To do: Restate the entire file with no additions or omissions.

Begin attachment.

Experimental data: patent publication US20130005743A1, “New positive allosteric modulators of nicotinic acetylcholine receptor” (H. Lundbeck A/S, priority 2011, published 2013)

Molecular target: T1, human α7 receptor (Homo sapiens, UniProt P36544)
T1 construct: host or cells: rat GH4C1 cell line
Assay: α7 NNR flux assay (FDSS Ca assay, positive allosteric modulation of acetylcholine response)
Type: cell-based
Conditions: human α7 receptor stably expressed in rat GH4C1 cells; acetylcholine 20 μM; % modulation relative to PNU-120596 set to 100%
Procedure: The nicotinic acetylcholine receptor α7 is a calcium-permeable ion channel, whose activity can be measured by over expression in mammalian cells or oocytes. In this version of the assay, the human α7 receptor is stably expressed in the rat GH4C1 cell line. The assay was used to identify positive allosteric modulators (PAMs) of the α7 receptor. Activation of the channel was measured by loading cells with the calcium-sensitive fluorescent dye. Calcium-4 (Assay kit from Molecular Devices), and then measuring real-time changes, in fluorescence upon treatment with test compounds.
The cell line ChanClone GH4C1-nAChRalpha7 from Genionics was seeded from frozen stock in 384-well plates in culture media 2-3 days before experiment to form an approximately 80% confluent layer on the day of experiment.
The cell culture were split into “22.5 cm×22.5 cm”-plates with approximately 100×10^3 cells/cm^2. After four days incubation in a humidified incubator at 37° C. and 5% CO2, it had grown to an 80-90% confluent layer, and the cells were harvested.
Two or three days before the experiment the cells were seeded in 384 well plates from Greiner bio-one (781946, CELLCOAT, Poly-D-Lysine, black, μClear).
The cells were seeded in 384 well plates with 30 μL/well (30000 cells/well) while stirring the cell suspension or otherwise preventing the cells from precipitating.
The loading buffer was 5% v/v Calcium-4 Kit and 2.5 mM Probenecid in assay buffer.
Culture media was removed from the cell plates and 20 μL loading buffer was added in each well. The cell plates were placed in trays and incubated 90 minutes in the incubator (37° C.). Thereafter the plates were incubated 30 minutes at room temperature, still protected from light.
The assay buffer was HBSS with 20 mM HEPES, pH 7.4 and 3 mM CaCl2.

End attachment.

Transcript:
Experimental data: patent publication US20130005743A1, “New positive allosteric modulators of nicotinic acetylcholine receptor” (H. Lundbeck A/S, priority 2011, published 2013)

Molecular target: T1, human α7 receptor (Homo sapiens, UniProt P36544)
T1 construct: host or cells: rat GH4C1 cell line
Assay: α7 NNR flux assay (FDSS Ca assay, positive allosteric modulation of acetylcholine response)
Type: cell-based
Conditions: human α7 receptor stably expressed in rat GH4C1 cells; acetylcholine 20 μM; % modulation relative to PNU-120596 set to 100%
Procedure: The nicotinic acetylcholine receptor α7 is a calcium-permeable ion channel, whose activity can be measured by over expression in mammalian cells or oocytes. In this version of the assay, the human α7 receptor is stably expressed in the rat GH4C1 cell line. The assay was used to identify positive allosteric modulators (PAMs) of the α7 receptor. Activation of the channel was measured by loading cells with the calcium-sensitive fluorescent dye. Calcium-4 (Assay kit from Molecular Devices), and then measuring real-time changes, in fluorescence upon treatment with test compounds.
The cell line ChanClone GH4C1-nAChRalpha7 from Genionics was seeded from frozen stock in 384-well plates in culture media 2-3 days before experiment to form an approximately 80% confluent layer on the day of experiment.
The cell culture were split into “22.5 cm×22.5 cm”-plates with approximately 100×10^3 cells/cm^2. After four days incubation in a humidified incubator at 37° C. and 5% CO2, it had grown to an 80-90% confluent layer, and the cells were harvested.
Two or three days before the experiment the cells were seeded in 384 well plates from Greiner bio-one (781946, CELLCOAT, Poly-D-Lysine, black, μClear).
The cells were seeded in 384 well plates with 30 μL/well (30000 cells/well) while stirring the cell suspension or otherwise preventing the cells from precipitating.
The loading buffer was 5% v/v Calcium-4 Kit and 2.5 mM Probenecid in assay buffer.
Culture media was removed from the cell plates and 20 μL loading buffer was added in each well. The cell plates were placed in trays and incubated 90 minutes in the incubator (37° C.). Thereafter the plates were incubated 30 minutes at room temperature, still protected from light.
The assay buffer was HBSS with 20 mM HEPES, pH 7.4 and 3 mM CaCl2.